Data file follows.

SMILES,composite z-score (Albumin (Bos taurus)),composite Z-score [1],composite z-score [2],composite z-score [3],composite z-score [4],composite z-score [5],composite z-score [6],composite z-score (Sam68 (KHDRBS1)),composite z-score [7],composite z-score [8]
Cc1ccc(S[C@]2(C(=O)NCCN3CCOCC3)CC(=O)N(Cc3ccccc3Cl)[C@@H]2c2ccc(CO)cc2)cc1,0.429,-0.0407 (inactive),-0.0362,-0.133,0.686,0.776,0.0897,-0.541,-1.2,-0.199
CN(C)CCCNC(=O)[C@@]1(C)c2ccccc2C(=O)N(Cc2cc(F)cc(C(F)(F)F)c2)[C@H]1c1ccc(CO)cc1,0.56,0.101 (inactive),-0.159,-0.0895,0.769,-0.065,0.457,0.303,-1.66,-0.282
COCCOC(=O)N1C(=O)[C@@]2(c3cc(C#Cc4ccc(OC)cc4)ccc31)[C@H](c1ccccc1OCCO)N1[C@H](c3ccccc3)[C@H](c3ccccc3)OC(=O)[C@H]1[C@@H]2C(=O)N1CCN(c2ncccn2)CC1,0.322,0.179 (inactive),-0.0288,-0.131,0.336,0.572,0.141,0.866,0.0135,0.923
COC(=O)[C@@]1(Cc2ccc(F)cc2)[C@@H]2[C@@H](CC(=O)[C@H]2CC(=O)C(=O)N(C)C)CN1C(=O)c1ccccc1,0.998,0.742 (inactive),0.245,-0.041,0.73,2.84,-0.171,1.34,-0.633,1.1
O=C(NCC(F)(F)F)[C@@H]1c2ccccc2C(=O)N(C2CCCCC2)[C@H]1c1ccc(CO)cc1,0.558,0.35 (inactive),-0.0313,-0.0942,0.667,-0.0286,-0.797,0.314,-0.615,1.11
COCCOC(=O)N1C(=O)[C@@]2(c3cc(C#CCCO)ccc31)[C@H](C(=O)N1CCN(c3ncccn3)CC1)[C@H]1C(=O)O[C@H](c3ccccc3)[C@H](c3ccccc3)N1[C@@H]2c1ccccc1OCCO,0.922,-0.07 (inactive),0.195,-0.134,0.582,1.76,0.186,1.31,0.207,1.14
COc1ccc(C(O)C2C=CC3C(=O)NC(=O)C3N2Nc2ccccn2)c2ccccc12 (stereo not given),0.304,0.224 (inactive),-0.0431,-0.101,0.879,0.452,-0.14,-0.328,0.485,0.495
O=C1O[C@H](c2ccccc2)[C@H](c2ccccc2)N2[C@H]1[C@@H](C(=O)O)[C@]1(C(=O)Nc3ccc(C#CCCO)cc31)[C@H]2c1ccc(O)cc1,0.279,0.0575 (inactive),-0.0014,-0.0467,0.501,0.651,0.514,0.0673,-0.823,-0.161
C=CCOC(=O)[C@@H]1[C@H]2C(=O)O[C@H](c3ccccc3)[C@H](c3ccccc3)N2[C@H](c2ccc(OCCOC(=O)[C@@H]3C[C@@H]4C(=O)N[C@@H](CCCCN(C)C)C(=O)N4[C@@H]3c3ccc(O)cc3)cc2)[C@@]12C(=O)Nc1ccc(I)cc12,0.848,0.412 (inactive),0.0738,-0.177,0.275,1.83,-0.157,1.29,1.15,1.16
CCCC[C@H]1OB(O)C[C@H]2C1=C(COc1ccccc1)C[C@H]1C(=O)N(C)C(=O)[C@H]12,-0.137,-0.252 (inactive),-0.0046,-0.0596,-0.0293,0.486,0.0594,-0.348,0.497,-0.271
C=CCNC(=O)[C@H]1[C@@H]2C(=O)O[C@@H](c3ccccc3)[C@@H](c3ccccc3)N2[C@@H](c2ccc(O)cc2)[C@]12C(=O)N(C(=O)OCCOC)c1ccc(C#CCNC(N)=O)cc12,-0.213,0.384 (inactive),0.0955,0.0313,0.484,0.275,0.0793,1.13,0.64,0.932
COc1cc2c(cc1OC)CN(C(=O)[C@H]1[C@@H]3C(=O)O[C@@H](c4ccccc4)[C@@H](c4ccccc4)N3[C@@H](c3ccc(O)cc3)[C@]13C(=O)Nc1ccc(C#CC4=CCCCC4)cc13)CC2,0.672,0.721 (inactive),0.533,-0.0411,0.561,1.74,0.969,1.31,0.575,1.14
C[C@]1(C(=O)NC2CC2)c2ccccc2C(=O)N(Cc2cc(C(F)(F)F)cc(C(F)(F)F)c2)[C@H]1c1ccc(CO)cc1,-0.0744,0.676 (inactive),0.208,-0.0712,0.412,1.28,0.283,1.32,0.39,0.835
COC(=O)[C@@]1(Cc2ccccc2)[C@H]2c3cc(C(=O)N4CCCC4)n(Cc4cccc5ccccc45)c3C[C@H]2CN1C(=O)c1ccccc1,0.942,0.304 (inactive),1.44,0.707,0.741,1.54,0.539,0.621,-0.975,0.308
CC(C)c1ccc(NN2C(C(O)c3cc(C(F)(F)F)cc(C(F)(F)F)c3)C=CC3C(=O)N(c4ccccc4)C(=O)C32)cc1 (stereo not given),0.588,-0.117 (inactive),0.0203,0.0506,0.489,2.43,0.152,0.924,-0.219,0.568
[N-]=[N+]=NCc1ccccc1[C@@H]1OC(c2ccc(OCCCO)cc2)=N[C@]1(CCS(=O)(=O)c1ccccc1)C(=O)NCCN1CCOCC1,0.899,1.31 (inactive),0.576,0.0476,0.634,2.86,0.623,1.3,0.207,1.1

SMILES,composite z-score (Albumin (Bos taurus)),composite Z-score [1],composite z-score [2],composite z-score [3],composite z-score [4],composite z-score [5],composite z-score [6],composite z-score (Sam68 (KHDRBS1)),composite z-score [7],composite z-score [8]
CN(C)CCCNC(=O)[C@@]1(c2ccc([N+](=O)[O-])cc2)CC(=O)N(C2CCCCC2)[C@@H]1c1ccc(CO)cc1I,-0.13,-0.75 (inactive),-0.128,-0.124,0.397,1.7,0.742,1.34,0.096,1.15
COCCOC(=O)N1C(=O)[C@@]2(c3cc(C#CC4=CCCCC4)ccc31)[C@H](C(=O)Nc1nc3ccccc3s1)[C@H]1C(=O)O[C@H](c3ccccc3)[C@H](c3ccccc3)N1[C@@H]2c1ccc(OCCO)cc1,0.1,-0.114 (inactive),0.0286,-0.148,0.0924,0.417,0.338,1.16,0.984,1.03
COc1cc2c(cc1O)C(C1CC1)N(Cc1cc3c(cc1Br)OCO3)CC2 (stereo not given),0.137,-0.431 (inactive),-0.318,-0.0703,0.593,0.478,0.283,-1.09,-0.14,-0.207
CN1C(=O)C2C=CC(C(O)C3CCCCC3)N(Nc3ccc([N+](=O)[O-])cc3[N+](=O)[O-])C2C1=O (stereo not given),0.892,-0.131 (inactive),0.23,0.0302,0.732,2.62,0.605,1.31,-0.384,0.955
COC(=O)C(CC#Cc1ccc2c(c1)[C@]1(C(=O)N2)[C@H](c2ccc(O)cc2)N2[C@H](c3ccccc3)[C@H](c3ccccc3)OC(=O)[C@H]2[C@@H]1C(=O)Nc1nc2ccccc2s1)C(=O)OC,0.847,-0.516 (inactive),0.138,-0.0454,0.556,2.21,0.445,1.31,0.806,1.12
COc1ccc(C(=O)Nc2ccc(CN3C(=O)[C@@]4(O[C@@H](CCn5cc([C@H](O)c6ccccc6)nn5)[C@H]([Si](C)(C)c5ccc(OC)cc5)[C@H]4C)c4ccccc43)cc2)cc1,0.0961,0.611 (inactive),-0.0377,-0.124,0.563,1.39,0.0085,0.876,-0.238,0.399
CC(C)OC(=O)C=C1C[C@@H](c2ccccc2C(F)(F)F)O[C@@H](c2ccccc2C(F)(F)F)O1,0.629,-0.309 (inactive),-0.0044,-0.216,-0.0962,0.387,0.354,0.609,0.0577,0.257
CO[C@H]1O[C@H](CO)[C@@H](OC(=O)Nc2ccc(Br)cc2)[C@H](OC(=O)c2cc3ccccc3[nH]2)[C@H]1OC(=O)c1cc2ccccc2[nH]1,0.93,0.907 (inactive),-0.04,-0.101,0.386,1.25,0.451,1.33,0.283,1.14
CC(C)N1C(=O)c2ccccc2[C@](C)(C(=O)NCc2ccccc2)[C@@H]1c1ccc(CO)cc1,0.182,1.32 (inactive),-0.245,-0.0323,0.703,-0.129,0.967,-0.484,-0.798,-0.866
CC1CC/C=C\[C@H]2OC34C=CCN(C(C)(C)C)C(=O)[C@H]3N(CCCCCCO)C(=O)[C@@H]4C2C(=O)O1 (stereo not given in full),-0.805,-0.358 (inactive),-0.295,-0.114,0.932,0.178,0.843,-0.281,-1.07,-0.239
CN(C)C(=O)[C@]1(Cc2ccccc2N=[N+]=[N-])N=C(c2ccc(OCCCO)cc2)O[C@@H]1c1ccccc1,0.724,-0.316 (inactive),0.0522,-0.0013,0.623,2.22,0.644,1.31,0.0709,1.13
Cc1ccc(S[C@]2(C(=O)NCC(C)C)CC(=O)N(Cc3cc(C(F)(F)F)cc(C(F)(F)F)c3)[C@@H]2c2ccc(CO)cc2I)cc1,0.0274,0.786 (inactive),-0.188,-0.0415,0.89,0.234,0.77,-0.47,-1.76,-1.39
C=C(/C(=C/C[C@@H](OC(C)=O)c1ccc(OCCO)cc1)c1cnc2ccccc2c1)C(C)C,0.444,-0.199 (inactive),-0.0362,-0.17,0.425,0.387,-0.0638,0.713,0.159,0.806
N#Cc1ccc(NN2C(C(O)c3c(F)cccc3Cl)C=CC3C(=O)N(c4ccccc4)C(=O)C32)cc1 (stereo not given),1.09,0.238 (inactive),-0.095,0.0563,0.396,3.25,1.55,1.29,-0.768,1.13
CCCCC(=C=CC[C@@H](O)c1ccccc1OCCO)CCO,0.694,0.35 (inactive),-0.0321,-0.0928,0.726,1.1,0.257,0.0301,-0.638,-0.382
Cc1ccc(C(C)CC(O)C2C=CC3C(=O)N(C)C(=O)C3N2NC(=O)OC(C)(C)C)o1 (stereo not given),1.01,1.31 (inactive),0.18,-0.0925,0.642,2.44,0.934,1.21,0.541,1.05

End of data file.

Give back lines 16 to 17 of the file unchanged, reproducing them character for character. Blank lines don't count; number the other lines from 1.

CC(C)c1ccc(NN2C(C(O)c3cc(C(F)(F)F)cc(C(F)(F)F)c3)C=CC3C(=O)N(c4ccccc4)C(=O)C32)cc1 (stereo not given),0.588,-0.117 (inactive),0.0203,0.0506,0.489,2.43,0.152,0.924,-0.219,0.568
[N-]=[N+]=NCc1ccccc1[C@@H]1OC(c2ccc(OCCCO)cc2)=N[C@]1(CCS(=O)(=O)c1ccccc1)C(=O)NCCN1CCOCC1,0.899,1.31 (inactive),0.576,0.0476,0.634,2.86,0.623,1.3,0.207,1.1